On Mon, Aug 27, 2001 at 03:09:53PM -0700, Julian Elischer wrote:
> On Mon, 27 Aug 2001, Poul-Henning Kamp wrote:
> > In message <[EMAIL PROTECTED]>, Peter Wemm writes:
> > >My personal check list before committing it to -current is:
> > >- an honest shot at getting the Alpha working. Shouldn't be too hard.
> > > I'll work on this if nobody else will.
> > >- finish the userland build stuff.
> > >- carefully reread all of the key diffs for i386/i386/*, kern/*, vm/* etc.
> > >- take a look at ports impact and prepare them for the landing.
> > If you add:
> > - Beat the shit out of it together with other developers for a couple of
> > weeks.
> > Then I'm all for committing it when you have checked off those boxes.
> I agree with this list.
I think that realistically speaking, after having looked over the
diff, and after considering what was discussed here, that it would be
a good time to introduce the KSE work done thus far some time soon,
after said testing is done. The reason for this is that the KSE
changes to date are, as Julian and some others mentionned,
"infrastructural changes," and not _functional_ changes. Therefore, I
don't expect them to create additional logic issues (e.g. "I wonder if
it's KSE's semantics that are breaking this..." shouldn't come up with
these changes when debugging other code).
Thus, I agree with Peter and Julian on this issue and will be
applying the diff to both dual CPU machines I have here and testing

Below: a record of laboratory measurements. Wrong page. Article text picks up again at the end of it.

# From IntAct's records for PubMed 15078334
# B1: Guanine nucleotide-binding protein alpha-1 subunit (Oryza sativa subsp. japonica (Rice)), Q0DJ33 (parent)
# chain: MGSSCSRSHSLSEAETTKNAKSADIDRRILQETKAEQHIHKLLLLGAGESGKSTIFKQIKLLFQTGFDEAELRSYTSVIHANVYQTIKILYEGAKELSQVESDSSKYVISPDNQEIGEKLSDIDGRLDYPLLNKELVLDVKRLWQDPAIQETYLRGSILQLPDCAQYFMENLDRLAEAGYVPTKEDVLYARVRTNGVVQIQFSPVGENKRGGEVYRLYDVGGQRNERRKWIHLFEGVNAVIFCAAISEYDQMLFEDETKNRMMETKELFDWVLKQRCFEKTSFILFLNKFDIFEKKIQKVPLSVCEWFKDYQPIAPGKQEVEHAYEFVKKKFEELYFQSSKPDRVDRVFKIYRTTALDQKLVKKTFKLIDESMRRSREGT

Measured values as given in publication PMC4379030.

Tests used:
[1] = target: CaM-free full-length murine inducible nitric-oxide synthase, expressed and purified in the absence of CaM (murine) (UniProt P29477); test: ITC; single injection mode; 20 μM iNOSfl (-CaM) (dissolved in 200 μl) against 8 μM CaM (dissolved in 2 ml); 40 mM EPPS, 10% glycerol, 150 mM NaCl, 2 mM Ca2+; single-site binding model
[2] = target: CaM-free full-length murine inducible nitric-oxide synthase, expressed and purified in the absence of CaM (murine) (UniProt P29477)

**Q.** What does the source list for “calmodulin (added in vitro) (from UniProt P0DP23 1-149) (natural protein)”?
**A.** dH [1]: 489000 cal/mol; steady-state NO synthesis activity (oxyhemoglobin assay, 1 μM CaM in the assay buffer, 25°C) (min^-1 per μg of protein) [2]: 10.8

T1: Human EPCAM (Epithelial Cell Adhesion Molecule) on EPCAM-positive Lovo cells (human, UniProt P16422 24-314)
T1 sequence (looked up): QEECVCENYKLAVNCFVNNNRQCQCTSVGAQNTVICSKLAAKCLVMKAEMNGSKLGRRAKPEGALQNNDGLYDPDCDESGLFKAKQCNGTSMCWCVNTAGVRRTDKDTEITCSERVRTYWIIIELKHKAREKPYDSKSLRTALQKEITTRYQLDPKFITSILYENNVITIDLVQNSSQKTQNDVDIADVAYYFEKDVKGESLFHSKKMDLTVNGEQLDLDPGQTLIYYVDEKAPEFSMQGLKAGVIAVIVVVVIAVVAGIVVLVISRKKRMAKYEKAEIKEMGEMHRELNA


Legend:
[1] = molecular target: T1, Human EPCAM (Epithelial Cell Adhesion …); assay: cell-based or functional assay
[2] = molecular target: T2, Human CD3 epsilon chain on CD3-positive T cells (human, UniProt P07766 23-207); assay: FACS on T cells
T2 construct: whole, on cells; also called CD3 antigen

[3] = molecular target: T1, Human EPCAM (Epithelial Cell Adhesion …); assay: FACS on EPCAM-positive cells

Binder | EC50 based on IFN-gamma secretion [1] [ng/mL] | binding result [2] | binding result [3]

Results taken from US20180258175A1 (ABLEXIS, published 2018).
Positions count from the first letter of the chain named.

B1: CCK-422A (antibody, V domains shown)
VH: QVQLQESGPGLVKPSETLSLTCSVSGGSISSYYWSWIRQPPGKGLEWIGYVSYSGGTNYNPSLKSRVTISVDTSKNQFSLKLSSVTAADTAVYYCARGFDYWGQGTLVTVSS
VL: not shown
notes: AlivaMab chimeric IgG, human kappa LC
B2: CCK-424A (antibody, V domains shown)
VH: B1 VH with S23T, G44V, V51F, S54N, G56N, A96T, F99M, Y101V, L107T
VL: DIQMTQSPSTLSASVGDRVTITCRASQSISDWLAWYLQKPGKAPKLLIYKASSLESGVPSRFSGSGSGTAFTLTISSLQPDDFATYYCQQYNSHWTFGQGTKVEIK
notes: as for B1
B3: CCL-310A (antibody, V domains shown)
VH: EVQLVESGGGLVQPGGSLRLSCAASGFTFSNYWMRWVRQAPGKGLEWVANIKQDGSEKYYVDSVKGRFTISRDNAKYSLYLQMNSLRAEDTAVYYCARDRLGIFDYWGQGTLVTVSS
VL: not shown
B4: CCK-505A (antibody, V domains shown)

tonight. At the same time, I do hope that the actual _functional_
changes come in a hopefully more orderly/slower manner so that it is
in fact possible to track down logic problems w.r.t. KSE should they
On another (perhaps unrelated) note, I've noticed on the lists at
least one or two -CURRENT users/testers insist on having KSE
functionality but at the same time expecting to have production
material in early 5.0 "releases." I find this to be disturbing. While
I do agree that earlier "5.0 releases" should deffinately reach out to
the largest userbase possible, I am concerned that some users will
perhaps expect so much from the system that they will immediately go
ahead and pit it against more mature SMP OSes out there and then go on
to complain about everything under the Sun because "brand new
functionality (X) is not what I expected." The robustness and
performance of the work being done now will become more and more
apparent only as things progress and it should be noted that all of
these "nice things" resulting from all the work we're presently doing
will not just all magically surface when 5.0-RC1 (or whatever it's
going to be called) is "released."
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